A quarterly magazine of urban affairs, published by the Manhattan Institute, edited by Brian C. Anderson.
• • • • • • • • • • • • • • •
The Union Rules
What better to call the White Houses latest handout?
19 January 2010
At the rate that congressional Democrats and the White House are handing out special deals, exemptions, and payoffs in their health-care reform legislation, theres a real danger that pundits will run out of snarky phrases to describe them. So as my own modest effort to help headline writers, I move that we call the $60 billion White House cave-in to the AFL-CIO The Union Rules. That phrase would henceforth describe the various union demands that President Obama has agreed to: exempting public and private unions for five years (from 2013 to 2018) from a 40 percent excise tax on high-cost health plans; deducting dental and vision benefits from the excise tax; and negotiating higher thresholds under the excise tax for plans that have a higher number of retirees or older workers, as unions do.
True, The Union Rules isnt quite as catchy as The Louisiana Purchase ($300 million in new federal Medicaid money to the Cajun State, courtesy of Senator Mary Landrieu) or The Cornhusker Kickback (the promise extracted by Senator Ben Nelson that the feds would pick up Nebraskas new Medicaid costs for eternity). But many backroom deals have gone without names of any kind: for instance, Vermont senator Bernie Sanderss wrangling of $10 billion for community health centers. (Billions for Bernie, perhaps?) Then there are Senators Ben Nelson and Carl Levin, who won exemption from an insurance tax for the Blue Cross Blue Shield plans in Nebraska and Michigan, respectively. Vermont and Massachusetts got millions more for their own Medicaid programs, and New York, Pennsylvania, and Florida got special protections for their Medicare Advantage plans. Were bound to hear about more shenanigans when the negotiations to draft the final House-Senate compromise bill are completed, so if youd like to try your own hand at giving these compromises the shady descriptions they so richly deserve, youll have plenty to choose from.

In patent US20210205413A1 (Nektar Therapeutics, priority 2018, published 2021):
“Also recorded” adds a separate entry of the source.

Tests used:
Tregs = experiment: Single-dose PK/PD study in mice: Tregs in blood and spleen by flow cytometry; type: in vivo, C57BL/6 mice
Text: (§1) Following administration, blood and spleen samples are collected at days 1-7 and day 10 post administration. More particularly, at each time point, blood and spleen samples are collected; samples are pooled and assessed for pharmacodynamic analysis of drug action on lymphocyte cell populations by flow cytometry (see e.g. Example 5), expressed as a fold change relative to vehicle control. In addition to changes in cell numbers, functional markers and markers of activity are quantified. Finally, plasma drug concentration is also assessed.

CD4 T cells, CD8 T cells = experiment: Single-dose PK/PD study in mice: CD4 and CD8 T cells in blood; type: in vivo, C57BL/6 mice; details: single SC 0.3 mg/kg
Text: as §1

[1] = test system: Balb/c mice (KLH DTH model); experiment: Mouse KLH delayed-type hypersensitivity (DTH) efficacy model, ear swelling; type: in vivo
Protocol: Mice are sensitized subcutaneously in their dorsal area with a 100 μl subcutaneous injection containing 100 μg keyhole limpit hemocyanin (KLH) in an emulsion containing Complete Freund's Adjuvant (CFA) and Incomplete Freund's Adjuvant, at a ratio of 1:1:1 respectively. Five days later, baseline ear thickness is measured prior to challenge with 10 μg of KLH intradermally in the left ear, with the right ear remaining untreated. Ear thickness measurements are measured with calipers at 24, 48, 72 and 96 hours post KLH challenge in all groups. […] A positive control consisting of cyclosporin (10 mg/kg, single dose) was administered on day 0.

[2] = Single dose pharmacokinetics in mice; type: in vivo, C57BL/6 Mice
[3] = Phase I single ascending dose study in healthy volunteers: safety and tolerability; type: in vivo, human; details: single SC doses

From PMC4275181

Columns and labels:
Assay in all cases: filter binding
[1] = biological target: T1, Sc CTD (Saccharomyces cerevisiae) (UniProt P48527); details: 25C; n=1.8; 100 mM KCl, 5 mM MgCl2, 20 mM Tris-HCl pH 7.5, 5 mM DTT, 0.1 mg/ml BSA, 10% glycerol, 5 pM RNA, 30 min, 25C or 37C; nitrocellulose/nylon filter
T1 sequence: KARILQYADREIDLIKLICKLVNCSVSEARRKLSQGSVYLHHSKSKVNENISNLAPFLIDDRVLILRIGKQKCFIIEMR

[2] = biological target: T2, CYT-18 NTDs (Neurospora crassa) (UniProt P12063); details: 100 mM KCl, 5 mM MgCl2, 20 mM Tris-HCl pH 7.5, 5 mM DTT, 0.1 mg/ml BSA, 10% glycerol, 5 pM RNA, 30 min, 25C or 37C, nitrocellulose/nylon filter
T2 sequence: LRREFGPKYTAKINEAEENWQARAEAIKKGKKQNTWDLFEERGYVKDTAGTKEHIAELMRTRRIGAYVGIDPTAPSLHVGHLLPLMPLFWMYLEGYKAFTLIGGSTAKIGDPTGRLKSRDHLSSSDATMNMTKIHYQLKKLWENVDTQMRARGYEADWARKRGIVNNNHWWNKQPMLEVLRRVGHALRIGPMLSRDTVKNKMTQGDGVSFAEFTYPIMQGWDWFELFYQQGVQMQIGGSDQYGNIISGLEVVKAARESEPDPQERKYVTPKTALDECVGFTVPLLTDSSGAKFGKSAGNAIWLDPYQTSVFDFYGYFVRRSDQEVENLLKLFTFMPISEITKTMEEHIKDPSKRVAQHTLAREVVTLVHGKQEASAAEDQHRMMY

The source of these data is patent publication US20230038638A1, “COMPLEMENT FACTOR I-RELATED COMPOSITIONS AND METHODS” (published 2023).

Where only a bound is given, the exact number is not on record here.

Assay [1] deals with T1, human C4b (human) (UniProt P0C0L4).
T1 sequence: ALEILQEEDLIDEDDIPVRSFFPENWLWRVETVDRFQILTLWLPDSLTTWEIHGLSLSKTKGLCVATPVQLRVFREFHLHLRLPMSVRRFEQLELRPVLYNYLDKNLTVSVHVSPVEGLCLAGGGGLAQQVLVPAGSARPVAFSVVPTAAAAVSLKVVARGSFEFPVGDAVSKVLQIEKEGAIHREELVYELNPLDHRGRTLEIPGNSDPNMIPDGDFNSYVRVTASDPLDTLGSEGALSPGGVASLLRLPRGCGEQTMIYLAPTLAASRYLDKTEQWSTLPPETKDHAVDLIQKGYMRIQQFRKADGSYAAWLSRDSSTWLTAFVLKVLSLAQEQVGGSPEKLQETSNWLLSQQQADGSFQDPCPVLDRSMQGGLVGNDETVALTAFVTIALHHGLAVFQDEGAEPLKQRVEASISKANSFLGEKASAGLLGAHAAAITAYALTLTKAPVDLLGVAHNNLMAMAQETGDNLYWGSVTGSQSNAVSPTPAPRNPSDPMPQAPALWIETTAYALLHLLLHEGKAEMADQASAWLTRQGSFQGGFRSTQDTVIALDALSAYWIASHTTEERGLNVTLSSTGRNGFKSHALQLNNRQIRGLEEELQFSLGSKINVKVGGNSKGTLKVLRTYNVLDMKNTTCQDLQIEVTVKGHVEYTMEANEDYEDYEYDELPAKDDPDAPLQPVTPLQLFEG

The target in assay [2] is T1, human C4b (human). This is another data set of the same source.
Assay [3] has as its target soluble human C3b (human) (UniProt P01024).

But the union deal really takes the cake. Economists generally agreed that the Cadillac tax on high-cost health plans was the centerpiece of the Senate bills cost-control efforts, one of the few provisions that would help lower the rate of health-care inflation. But after the Senate bill passed on Christmas Eve, the unions threatened to withhold their support from Democrats in November. Obama blinkedunsurprisingly, since unions had donated $400 million to Democrats in the last election cycle. It turned out to be money well spent, for the unions at least. But their excise-tax exemption will cut by 40 percent the revenues designed to pay for insurance subsidies under the Senate bill. That money will have to be recouped from somewhere else, which likely means yet more tax hikes that will discourage work and investment in the middle of a recession.
Of course, Democrats will grumble that Republicans did just as much deal-making when they ran the show. And thats true. But its exactly why we should take health-care decision-making power out of Washington and put it into peoples hands. Until that happens, keep your thesaurus handy and your expectations low.
Paul Howard is director of the Manhattan Institutes Center for Medical Progress.